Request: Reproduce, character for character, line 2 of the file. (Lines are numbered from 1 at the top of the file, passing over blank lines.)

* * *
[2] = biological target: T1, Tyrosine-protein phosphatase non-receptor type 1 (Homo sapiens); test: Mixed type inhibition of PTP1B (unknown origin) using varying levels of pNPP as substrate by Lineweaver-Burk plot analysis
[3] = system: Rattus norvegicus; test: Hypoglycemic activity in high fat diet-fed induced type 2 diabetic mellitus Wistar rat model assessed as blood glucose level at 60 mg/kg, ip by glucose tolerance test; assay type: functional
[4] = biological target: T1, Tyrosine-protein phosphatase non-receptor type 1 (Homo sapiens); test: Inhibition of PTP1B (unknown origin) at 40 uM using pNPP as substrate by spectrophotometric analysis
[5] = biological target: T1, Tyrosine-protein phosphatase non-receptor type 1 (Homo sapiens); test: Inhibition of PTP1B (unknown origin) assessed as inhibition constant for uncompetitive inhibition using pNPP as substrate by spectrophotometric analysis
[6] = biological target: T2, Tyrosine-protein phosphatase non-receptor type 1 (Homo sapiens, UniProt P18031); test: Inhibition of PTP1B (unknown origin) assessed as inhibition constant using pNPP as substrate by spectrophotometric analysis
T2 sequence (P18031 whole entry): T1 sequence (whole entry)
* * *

[3] = system: Rattus norvegicus; test: Hypoglycemic activity in high fat diet-fed induced type 2 diabetic mellitus Wistar rat model assessed as blood glucose level at 60 mg/kg, ip by glucose tolerance test; assay type: functional